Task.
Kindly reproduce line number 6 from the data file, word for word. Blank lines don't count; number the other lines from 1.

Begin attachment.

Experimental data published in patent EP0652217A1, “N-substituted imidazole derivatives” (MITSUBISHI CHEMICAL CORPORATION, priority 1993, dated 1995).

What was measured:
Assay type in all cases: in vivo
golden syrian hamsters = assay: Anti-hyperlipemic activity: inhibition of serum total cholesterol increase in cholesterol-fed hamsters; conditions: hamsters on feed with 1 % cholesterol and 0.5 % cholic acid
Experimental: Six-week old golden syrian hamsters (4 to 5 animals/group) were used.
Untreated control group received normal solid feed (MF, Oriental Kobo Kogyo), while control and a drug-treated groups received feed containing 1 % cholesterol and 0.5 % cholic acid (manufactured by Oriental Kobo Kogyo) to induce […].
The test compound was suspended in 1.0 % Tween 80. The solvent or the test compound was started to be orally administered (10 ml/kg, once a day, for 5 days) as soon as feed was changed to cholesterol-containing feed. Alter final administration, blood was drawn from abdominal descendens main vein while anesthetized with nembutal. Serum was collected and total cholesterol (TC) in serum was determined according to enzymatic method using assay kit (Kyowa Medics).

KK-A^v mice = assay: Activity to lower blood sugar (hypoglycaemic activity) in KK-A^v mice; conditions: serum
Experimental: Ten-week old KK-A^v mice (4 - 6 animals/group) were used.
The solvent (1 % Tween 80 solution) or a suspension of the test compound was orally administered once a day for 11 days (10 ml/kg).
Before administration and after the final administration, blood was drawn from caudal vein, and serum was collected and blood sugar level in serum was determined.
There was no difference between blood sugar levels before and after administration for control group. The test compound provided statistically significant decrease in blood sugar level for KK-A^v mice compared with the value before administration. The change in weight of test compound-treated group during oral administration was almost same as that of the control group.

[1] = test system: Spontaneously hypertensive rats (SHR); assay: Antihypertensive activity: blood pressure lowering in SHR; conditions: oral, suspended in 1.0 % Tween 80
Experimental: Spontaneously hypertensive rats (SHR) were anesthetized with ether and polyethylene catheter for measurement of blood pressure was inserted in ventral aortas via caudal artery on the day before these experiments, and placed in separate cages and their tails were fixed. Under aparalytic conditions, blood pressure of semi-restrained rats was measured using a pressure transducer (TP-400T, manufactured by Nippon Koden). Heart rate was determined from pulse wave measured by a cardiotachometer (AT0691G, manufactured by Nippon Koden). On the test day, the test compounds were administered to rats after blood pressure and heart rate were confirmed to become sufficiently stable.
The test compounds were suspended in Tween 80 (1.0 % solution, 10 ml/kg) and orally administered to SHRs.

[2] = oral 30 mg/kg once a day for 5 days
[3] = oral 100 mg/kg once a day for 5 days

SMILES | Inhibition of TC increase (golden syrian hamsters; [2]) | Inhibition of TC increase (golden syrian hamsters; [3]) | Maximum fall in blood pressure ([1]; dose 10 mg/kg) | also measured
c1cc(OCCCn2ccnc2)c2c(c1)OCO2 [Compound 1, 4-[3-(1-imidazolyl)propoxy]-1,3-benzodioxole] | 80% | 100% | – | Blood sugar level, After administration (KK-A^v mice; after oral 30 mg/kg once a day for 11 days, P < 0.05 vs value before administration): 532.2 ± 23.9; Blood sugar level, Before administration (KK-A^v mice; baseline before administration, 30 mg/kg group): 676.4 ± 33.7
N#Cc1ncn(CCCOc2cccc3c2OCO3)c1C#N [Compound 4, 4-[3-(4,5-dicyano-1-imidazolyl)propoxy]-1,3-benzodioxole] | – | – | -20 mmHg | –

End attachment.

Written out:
Untreated control group received normal solid feed (MF, Oriental Kobo Kogyo), while control and a drug-treated groups received feed containing 1 % cholesterol and 0.5 % cholic acid (manufactured by Oriental Kobo Kogyo) to induce […].